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28 posts tagged nyc

GENTRIFICATION SPIKE: Director and New York City native Spike Lee goes off on a heated rant regarding the negative effects of gentrification.

The Gay ManThe Straight WomanThe Straight ManThe Gay WomanThomas McKee, Lauren Urasek, James Hawver and Kerry Campbell photographed by Christopher Anderson for New York Magazine

villagevoice:

Jen Doll has written a fantastic cover this week about “How To Be A New Yorker.” A must-read for anyone heading home for the holidays missing this great city of ours, or anyone who’s staying and feels like they need a few reasons to love this town. 

villagevoice:

Sidewalk rage is real! 

laughingsquid:

Niagara Falls Goes Rainbow In Honor of Gay Marriage

(via stargratrix)

architizer:

A River Runs Through It: A pool for you, me, and everyone we know (not to mention “your girlfriend, your boss, your bartender, your tamale guy, and your other girlfriend”).

+Pool proposes a giant floating pool in the East River - but they need help to make it happen! Their Kickstarter is here.

theatlantic:

The Creative Process Behind New York’s Iconic High Line

James Corner is one of the premiere theorists and practitioners of landscape architecture, a field that emphasizes the design of outdoor and public spaces to achieve specific environmental, socio-behavioral, and aesthetic outcomes. The principal designer at James Corner Field Operations, a New York-based architecture firm, Corner focuses on landscape urbanism, an amalgamation of a wide range of disciplines including landscape architecture, ecology, and urban design. In a conversation with associate editor Jared Keller, Corner discusses the creative process behind New York’s now-iconic elevated park, The High Line, whose second section opened in June.

With the High Line, we had this extraordinary artifact that in some ways was an ugly duckling, something with potential. At the turn of the century, it was derelict; the concrete and steel and tracks were obviously in disrepair, the rails rusted, the wood cracked. Most people at the time thought it should be torn down. But where some people saw dereliction, others saw inspiration. It was in the landscape running along those broken tracks. The photographs of Joel Sternfeld (fine-art color photography and publisher of Walking the High Line (2002), an anthology focusing on the railway) had a remarkable influence in allowing people to view this thing as something with potential rather than something to be skeptical of. Running for a mile and a half through the west side of Manhattan, there’s a remarkable dialogue between nature and industry—or rather, post-industry—suspended 30 feet in the air.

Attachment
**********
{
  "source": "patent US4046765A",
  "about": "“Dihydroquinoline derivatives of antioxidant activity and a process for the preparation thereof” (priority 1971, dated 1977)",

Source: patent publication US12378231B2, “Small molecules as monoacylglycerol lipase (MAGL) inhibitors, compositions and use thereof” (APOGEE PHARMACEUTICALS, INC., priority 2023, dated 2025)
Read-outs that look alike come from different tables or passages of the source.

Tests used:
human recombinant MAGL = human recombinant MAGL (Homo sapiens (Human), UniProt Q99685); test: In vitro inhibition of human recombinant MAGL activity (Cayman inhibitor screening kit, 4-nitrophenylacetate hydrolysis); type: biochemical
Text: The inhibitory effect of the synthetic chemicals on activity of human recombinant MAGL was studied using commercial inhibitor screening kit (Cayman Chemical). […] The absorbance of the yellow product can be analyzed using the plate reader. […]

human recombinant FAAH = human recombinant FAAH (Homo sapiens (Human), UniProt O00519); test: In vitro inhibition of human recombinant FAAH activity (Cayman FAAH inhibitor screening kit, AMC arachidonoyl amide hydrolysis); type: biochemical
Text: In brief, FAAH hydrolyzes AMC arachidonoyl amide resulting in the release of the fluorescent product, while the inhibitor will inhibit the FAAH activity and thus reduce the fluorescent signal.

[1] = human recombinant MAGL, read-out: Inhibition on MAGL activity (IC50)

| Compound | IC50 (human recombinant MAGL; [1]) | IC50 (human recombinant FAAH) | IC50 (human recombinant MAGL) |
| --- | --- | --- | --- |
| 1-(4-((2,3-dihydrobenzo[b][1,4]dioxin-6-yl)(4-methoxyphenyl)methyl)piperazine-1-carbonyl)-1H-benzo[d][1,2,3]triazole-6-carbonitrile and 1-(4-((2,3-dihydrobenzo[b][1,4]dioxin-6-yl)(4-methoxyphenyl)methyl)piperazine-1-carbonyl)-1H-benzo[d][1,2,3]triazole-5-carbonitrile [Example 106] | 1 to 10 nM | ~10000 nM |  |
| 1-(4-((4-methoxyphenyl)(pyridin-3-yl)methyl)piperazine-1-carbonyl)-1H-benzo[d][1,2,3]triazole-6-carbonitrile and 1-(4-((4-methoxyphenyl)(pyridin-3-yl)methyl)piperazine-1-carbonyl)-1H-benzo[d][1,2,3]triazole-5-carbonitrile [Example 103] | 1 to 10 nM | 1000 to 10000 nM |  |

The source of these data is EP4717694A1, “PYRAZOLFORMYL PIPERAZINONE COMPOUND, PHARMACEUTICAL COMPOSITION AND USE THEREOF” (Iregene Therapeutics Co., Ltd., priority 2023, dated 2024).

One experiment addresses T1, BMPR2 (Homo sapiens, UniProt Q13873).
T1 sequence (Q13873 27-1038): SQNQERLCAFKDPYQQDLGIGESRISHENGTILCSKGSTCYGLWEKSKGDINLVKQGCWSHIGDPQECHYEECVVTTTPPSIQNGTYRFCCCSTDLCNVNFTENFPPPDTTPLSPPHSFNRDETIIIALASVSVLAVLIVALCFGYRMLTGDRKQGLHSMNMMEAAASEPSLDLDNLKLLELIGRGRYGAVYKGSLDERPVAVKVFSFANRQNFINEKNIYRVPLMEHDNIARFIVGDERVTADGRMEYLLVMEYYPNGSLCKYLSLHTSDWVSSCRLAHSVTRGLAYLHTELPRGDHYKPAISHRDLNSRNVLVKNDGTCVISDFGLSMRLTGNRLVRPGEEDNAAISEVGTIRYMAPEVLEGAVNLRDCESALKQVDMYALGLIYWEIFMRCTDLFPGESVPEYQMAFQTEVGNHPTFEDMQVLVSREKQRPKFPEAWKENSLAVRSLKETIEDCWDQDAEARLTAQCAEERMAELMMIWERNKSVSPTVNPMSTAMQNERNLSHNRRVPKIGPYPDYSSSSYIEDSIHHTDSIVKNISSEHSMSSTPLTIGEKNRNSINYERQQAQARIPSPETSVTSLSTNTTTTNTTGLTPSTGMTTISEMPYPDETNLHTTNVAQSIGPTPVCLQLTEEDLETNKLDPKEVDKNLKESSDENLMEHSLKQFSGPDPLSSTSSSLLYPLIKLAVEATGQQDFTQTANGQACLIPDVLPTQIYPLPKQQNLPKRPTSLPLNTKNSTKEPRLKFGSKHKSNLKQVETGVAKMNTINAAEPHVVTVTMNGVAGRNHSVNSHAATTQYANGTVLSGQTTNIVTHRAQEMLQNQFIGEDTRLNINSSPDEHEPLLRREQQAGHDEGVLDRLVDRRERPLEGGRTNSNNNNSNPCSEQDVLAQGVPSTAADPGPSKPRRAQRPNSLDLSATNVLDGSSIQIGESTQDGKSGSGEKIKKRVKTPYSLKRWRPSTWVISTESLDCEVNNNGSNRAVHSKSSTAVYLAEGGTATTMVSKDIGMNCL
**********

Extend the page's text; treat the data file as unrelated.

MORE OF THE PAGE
Photographs, schematics, landscape ecology, and more at The Atlantic

brentmurray:

Gimme A Break: [NYC] Pride taking a break for salad.

theleadingblacks:

You hear it comin’? The second section of the Highline is opening next month!

neighborhoodr-eastvillage:

The Gateway to the East Village

Boy, times have changed!

(via villagevoice)

futurejournalismproject:

How does the New York Times cover New York City?

Via Visualizing.org:

The graphs on the left chart the number of New York Times articles mentioning each of the 5 boroughs by year since 1981.  The total for the last 30 years is represented on the map showing how visible each borough is in the pages of the Times. 

Manhattan’s the top news maker followed by Brooklyn and the Bronx (question: Yankees?).

Queens gets remarkably short shrift. It’s New York’s second most populous borough (behind Brooklyn) and its most diverse. If it was an independent city it would be the country’s third largest (dropping to fourth if Brooklyn was also a city).

(via sunfoundation)

stargratrix:

Why Do People Flee and Flock to New York?

You can plug in your zip code to find out why your neighbors move out or in of your neighborhood.

villagevoice:

Dear Single Women of NYC: It’s Not Them, It’s You.

villagevoice:

Congrats, Manhattan. You’re officially the mushiest borough. (via: Runnin’ Scared

W57 - West 57th Residential Building from BIG on Vimeo.

architizer:

So y’all have heard all about the BIG apartment building (aka pyramid) slated for Midtown Manhattan. But have you seen the video fly-over rendering?

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